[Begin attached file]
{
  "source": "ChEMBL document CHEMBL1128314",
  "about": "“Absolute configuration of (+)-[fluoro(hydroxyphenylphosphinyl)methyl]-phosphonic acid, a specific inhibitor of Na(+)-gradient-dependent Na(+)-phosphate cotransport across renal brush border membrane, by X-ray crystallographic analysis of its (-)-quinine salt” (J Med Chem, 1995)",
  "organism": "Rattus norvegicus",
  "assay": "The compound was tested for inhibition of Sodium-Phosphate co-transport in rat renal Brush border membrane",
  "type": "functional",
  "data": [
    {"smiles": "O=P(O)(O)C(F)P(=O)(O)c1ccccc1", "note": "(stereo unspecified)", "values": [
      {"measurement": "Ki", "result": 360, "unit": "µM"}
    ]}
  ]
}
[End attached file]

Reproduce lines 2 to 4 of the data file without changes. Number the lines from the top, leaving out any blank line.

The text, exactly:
  "source": "ChEMBL document CHEMBL1128314",
  "about": "“Absolute configuration of (+)-[fluoro(hydroxyphenylphosphinyl)methyl]-phosphonic acid, a specific inhibitor of Na(+)-gradient-dependent Na(+)-phosphate cotransport across renal brush border membrane, by X-ray crystallographic analysis of its (-)-quinine salt” (J Med Chem, 1995)",
  "organism": "Rattus norvegicus",